This paper reports on the influence of maternal exposure to Ascaris suum on worm burden distributions in experimentally
infected piglets. In the first study, sows were inoculated before and during gestation (6 months, long-term exposure) with
10000 A. suum eggs twice weekly. In a second study, sows were inoculated during gestation only (3 months, short-term
exposure) with increasing doses of eggs (10000–40000 eggs twice weekly). Helminth-naive sows served as controls in both
studies. The third study used the same design as the short-term exposure study, but piglets from exposed and control sows
were cross-suckled within 4 h of birth before colostrum uptake. All piglets were inoculated 2 or 3 times with 50 A. suum
eggs on days 4 and 7 (and 14) after birth, and left with the sows. At 10 weeks of age all piglets were necropsied, and liver
lesions and worm burdens were recorded. Surprisingly, in piglets born to long-term exposed sows, the prevalence of A.
suum infection and the mean worm burden were significantly higher than those in piglets from control sows. In contrast,
neither worm burdens nor prevalence were significantly different between piglets from short-term exposed sows compared
with their controls. In the cross-suckling experiment, 67% of piglets suckling control sows harboured worms at slaughter,
compared with 15%of piglets suckling exposed sows. Maximum likelihood analysis of worm burden distribution and the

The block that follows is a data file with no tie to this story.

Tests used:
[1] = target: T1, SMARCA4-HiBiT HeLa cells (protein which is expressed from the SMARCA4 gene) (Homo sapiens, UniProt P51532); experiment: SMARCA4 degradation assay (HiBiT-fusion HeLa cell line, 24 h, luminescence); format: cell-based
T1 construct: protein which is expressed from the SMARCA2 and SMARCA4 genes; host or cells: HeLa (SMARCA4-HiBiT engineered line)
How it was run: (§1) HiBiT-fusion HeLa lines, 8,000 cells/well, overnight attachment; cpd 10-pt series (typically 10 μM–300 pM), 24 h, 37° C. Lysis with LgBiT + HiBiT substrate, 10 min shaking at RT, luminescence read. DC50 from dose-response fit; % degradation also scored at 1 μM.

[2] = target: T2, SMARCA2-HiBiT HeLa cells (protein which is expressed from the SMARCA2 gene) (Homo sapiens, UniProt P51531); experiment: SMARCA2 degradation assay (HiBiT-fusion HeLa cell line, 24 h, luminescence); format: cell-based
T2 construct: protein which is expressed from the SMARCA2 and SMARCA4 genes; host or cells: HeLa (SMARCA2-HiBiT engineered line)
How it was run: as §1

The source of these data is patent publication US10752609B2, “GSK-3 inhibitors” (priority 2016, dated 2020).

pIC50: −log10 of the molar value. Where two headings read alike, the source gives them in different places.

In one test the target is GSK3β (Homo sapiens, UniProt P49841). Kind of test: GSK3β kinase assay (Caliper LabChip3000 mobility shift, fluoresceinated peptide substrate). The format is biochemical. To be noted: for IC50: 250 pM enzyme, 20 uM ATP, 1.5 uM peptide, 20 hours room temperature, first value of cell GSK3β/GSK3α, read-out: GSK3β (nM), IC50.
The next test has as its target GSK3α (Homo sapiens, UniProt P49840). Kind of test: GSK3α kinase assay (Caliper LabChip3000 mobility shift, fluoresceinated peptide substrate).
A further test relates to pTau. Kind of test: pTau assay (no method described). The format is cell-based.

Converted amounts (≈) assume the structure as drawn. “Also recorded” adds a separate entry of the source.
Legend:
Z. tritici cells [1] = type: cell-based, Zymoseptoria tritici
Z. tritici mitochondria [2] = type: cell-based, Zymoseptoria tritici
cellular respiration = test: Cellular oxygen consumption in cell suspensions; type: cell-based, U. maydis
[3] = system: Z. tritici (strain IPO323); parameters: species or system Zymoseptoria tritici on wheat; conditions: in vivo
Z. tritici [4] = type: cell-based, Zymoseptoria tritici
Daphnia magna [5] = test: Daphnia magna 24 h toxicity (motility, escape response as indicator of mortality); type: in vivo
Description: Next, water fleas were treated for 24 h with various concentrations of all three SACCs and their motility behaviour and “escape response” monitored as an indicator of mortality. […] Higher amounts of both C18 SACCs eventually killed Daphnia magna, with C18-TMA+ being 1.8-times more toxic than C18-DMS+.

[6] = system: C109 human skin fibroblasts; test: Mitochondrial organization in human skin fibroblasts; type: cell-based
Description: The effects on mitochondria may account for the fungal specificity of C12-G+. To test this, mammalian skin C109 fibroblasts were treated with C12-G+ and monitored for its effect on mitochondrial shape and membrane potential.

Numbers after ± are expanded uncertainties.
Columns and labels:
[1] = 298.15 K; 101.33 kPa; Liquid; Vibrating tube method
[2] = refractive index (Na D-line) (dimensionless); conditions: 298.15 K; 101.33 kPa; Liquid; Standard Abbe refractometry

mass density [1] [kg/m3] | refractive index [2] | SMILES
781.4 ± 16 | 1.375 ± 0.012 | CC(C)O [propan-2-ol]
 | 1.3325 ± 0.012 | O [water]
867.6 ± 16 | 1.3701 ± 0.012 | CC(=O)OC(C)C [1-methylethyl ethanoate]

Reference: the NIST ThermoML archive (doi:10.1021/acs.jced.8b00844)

degree of parasite aggregation showed 3 distinctly different types of overdispersed distributions: worm counts in piglets
from control sows, in piglets from short-term exposed sows and in piglets from long-term exposed sows. When the worm
burden data were analysed including the cross-suckled piglets by biological mother, it appeared that the control and short-term distributions converged and that only the long-term exposure was significantly different. Overall, the degree of
parasite aggregation in piglets infected with A. suum decreased with exposure of the sows. A non-linear relationship was
observed between prevalence of infection and mean worm burden, which was different for piglets from exposed and
control sows, and similar to relationships of this type that previously have been found in human A. lumbricoides infections.
It was concluded that in porcine A. suum infections maternal exposure alters the distribution of worms in their offspring,
in which the duration of exposure appeared to be an important influence. The results of the cross-suckling further suggest
that maternal factors, e.g. antibodies, are transferred via colostrum.